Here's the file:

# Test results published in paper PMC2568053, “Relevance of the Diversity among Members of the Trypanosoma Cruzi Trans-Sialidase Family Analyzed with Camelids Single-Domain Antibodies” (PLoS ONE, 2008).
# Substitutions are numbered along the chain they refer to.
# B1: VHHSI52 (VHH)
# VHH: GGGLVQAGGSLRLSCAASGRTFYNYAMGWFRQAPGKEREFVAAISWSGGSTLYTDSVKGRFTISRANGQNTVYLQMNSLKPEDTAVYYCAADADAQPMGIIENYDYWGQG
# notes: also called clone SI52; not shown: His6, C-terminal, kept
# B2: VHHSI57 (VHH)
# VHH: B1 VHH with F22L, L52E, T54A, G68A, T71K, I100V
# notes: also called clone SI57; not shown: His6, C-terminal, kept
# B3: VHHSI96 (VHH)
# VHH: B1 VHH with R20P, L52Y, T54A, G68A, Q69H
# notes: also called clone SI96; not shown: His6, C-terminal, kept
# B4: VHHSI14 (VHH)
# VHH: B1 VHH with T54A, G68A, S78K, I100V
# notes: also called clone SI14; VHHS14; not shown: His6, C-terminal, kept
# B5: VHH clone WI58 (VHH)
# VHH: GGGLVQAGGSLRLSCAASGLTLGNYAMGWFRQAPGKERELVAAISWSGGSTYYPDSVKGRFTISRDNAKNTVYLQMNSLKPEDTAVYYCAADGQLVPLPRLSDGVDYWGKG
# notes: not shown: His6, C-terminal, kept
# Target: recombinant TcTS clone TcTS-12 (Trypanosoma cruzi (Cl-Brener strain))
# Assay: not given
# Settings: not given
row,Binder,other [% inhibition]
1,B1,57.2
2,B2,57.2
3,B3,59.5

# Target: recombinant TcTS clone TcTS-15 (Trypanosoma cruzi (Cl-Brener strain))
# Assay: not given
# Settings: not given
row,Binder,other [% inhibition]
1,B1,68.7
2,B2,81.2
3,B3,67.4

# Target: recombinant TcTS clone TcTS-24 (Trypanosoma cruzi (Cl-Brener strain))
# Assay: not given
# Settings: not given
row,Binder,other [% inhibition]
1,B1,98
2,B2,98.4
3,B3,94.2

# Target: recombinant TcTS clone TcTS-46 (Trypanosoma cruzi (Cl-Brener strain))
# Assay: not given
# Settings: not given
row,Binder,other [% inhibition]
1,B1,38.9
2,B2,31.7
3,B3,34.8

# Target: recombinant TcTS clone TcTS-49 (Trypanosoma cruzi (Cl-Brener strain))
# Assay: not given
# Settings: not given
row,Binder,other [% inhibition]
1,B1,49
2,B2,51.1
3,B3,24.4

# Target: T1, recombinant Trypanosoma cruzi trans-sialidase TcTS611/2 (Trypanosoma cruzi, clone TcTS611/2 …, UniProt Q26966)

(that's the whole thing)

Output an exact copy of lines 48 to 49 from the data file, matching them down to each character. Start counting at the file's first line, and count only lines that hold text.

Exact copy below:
# Settings: not given
row,Binder,other [% inhibition]